4. December 22, 2003 — Writ of Execution. 1 6

Hence, this petition for certiorari.

By Resolution 1 7 of November 20, 2006, the case was set for oral arguments. On
January 22, 2007, when this case was called for the purpose, both parties manifested
their willingness to settle the case amicably, for which reason the Court gave them up
to February 28, 2007 to submit the compromise agreement for approval. Following
several approved extensions of the February 28, 2007 deadline, the OSG, on August 6,
2007, manifested that it is submitting the case for resolution on the merits owing to the
inability of the parties to agree on an acceptable compromise.
In this recourse, the petitioner urges the Court to strike down as a nullity the trial
court's order declaring it in default and the judgment by default that followed. Sought to
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be nulli ed, too, also on the ground that they were issued in grave abuse of discretion
amounting to lack or in excess of jurisdiction, are the orders and processes
enumerated immediately above issued after the rendition of the default judgment.
Petitioner lists ve (5) overlapping grounds for allowing its petition. It starts off
by impugning the order of default and the judgment by default. To the petitioner, the
respondent judge committed serious jurisdictional error when he proceeded to hear the
case and eventually awarded the private respondent a staggering amount without so
much as giving the petitioner the opportunity to present its defense.
Petitioner's posture is simply without merit.
Deprivation of procedural due process is obviously the petitioner's threshold
theme. Due process, in its procedural aspect, guarantees in the minimum the
opportunity to be heard. 1 8 Grave abuse of discretion, however, cannot plausibly be laid
at the doorstep of the respondent judge on account of his having issued the default
order against the petitioner, then proceeding with the hearing and eventually rendering a
default judgment. For, what the respondent judge did hew with what Section 3, Rule 9 of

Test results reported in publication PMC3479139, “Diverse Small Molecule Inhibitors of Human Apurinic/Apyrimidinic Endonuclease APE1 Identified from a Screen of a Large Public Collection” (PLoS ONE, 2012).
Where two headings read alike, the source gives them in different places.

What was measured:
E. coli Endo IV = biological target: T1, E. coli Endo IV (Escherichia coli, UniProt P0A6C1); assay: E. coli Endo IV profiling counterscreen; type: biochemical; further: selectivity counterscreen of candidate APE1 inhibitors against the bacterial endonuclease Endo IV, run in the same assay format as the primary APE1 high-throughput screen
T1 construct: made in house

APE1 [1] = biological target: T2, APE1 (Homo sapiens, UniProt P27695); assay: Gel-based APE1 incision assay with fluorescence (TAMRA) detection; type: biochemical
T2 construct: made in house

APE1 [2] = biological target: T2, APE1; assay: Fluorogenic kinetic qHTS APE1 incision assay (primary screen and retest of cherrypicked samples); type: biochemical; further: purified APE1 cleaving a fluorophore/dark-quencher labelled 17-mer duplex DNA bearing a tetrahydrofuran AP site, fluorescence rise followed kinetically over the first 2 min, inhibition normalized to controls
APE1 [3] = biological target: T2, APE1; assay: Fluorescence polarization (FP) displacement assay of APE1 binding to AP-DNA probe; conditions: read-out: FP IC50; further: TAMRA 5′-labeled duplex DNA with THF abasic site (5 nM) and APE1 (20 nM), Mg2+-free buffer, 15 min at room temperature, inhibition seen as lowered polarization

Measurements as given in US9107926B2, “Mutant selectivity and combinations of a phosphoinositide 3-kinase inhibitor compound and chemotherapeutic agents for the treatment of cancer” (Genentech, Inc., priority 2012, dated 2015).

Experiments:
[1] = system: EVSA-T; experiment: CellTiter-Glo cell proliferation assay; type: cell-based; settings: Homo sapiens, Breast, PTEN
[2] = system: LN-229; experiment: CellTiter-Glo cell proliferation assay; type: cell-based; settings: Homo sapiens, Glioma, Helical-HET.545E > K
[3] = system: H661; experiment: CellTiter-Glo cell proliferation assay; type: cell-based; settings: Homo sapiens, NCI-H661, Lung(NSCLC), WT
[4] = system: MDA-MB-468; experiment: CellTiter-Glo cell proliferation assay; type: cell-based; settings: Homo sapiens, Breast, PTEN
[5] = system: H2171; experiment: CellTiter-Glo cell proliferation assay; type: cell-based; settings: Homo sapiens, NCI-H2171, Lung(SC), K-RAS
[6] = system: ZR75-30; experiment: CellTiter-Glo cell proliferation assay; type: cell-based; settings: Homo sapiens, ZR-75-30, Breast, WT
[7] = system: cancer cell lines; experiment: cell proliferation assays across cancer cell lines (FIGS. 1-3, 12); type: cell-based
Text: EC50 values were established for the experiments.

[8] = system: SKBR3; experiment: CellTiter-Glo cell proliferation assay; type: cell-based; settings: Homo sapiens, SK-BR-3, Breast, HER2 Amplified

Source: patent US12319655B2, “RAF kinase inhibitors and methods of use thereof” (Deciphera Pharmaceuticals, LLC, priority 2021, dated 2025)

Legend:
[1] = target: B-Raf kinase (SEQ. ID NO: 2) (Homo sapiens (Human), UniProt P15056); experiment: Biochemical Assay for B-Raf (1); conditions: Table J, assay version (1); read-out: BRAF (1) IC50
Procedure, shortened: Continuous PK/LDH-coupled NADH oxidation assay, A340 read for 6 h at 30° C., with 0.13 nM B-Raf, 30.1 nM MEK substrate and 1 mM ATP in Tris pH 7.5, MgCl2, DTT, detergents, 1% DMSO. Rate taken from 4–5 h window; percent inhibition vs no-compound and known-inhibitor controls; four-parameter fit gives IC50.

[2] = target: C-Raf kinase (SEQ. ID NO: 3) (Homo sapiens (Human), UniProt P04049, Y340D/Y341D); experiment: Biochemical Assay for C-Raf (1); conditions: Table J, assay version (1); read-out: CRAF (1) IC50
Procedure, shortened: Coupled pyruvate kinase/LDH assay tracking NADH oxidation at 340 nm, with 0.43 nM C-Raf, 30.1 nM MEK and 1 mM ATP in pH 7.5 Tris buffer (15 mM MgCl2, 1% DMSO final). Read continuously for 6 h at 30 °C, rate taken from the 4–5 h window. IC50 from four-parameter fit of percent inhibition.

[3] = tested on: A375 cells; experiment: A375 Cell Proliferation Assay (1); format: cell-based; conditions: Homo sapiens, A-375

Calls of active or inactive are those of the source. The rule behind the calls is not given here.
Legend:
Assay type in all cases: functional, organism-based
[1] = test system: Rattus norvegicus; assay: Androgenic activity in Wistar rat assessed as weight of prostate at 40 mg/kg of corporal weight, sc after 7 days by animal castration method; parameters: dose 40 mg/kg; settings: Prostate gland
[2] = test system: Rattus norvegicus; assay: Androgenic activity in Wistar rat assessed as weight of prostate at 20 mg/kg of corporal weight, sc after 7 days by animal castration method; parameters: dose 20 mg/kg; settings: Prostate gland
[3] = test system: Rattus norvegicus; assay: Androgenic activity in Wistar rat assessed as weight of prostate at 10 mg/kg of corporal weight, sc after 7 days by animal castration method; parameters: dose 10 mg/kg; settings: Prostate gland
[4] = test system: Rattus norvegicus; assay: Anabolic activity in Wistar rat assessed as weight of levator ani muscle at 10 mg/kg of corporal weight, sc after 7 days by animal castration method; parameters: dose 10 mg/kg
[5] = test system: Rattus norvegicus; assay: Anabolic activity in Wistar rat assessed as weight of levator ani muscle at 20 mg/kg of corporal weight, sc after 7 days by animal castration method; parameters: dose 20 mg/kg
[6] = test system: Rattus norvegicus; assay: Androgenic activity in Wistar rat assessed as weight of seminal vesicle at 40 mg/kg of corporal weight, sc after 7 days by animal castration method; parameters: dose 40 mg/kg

the Rules of Court prescribes and allows in the event the defending party fails to
seasonably file a responsive pleading. The provision reads:
SEC. 3. Default; declaration of. — If the defending party fails to answer
within the time allowed therefor, the court shall, upon motion of the claiming party
with notice to the defending party, and proof of such failure, declare the
defending party in default. Thereupon, the court shall proceed to render judgment
granting the claimant such relief as his pleading may warrant, unless the court in
its discretion requires the claimant to submit evidence . . . . 1 9

While the ideal lies in avoiding orders of default, 2 0 the policy of the law being to
have every litigated case tried on its full merits, 2 1 the act of the respondent judge in
rendering the default judgment after an order of default was properly issued cannot be
struck down as a case of grave abuse of discretion.
The term "grave abuse of discretion," in its juridical sense, connotes capricious,
despotic, oppressive or whimsical exercise of judgment as is equivalent to lack of
jurisdiction. 2 2 The abuse must be of such degree as to amount to an evasion of a
positive duty or a virtual refusal to perform a duty enjoined by law, as where the power
is exercised in a capricious manner. The word "capricious," usually used in tandem with
"arbitrary," conveys the notion of willful and unreasoning action. 2 3
Under the premises, the mere issuance by the trial court of the order of default
followed by a judgment by default can easily be sustained as correct and doubtless
within its jurisdiction. Surely, a disposition directing the Republic to pay an enormous
sum without the trial court hearing its side does not, without more, vitiate, on due
procedural ground, the validity of the default judgment. The petitioner may have indeed
been deprived of such hearing, but this does not mean that its right to due process had
been violated. For, consequent to being declared in default, the defaulting defendant is
deemed to have waived his right to be heard or to take part in the trial. The handling
solicitors simply squandered the Republic's opportunity to be heard. But more
importantly, the law itself imposes such deprivation of the right to participate as a form
of penalty against one unwilling without justi cation to join issue upon the allegations
tendered by the plaintiff.
And going to another point, the petitioner would ascribe jurisdictional error on
the respondent judge for denying its motion for new trial based on any or a mix of the
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following factors, viz., (1) the failure to le an answer is attributable to the negligence of
the former handling solicitor; (2) the meritorious nature of the petitioner's defense; and
(3) the value of the property involved.
The Court is not convinced. Even as the Court particularly notes what the trial
court had said on the matter of negligence: that all of the petitioner's pleadings below
bear at least three signatures, that of the handling solicitor, the assistant solicitor and
the Solicitor General himself, and hence accountability should go up all the way to the
top of the totem pole of authority, the cited reasons advanced by the petitioner for a
new trial are not recognized under Section 1, Rule 37 of the Rules of Court for such
recourse. 2 4 Withal, there is no cogent reason to disturb the denial by the trial court of
the motion for new trial and the denial of the reiterative motion for reconsideration.